Sparke Helmore Lawyers special counsel Sam Jackson and senior associate Gina Carosi said in an article on the firm’s website that the case is a “significant development” for employers, as well as employees, in that jail sentences for breaches of workplace health and safety (WHS) rules had traditionally been suspended.
“We are not aware of any other person having previously received a non-suspended custodial sentence for a breach of a WHS duty provision in any Australian jurisdiction,” the lawyers said.
“Individuals in Queensland and Victoria have previously received suspended custodial sentences for breaching WHS duty provisions, and individuals have received custodial sentences after being charged with manslaughter following serious workplace incidents.”
According to the article, the case — currently the subject of an appeal — “adds further weight” to the belief that penalties are increasing “significantly” for safety failures.
“This trend is supported by recent data published by Safe Work Australia showing that in 2016–17, the total value of all court-ordered WHS fines increased by 8 per cent, despite a 24 per cent decrease in the number of WHS prosecutions commenced compared to recent years,” they said.
“We expect this trend will continue in 2019.”
The lawyers noted that both Victoria and Western Australia have increased the maximum penalties for workplace safety breaches, while Queensland in 2017 introduced a new offence of industrial manslaughter.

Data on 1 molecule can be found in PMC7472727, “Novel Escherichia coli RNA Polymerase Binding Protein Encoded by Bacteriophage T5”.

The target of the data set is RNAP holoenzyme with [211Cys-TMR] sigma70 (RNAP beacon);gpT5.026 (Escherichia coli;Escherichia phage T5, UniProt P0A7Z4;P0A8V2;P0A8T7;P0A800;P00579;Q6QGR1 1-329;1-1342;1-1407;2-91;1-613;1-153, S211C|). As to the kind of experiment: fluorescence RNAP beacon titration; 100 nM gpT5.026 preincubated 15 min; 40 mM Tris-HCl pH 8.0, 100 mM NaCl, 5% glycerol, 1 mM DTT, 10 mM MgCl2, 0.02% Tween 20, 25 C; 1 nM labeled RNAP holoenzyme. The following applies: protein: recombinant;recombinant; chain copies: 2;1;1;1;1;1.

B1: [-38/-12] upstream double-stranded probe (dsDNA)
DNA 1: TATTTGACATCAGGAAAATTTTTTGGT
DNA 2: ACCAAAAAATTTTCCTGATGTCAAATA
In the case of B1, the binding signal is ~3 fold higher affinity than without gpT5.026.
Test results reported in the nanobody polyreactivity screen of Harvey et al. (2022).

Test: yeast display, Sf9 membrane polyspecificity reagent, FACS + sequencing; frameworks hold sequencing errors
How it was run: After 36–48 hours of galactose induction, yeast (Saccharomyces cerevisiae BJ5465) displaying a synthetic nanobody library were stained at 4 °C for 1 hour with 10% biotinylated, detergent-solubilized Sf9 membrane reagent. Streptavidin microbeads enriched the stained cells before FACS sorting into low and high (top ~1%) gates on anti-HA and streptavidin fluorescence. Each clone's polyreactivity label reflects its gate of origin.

What was the case about?
The case in point was that of 72-year-old Maria Jackson [no relation to Sparke Helmore Lawyers’ Mr Jackson], the owner of a second-hand goods and recycling business in southern Victoria.
According to WorkSafe Victoria, the business was the site of a fatal accident on 18 February 2017, when scrap metal was being transferred from a 1.8-metre metal bin into a six-metre metal bin.
The regulator said that Ms Jackson had been operating a forklift at the site — despite never having held a licence to operate one — with the 1.8-metre bin raised by around three metres on the forklift, with an employee inside.
The raised bin, described as being in poor condition, had only one channel, despite the requirement for it to have two, and it was not secured to the forklift. The load was also unbalanced, with the tynes not centred and not spread at their maximum width, with the forklift being operated on uneven ground.
Tragically, the worker inside the bin fell and was then hit by the bin when it fell off the forklift, and died at the scene.
Ms Jackson pleaded guilty to charges of failing to provide a safe system of work and recklessly engaging in conduct that placed another person in the workplace in danger of serious injury.
Latrobe Valley Magistrates Court issued its judgment on 19 December 2018, in which it sentenced her to six months’ jail as well as a $10,000 fine and ordered her to pay costs of a further $7,336.
Ms Jackson is appealing the sentence.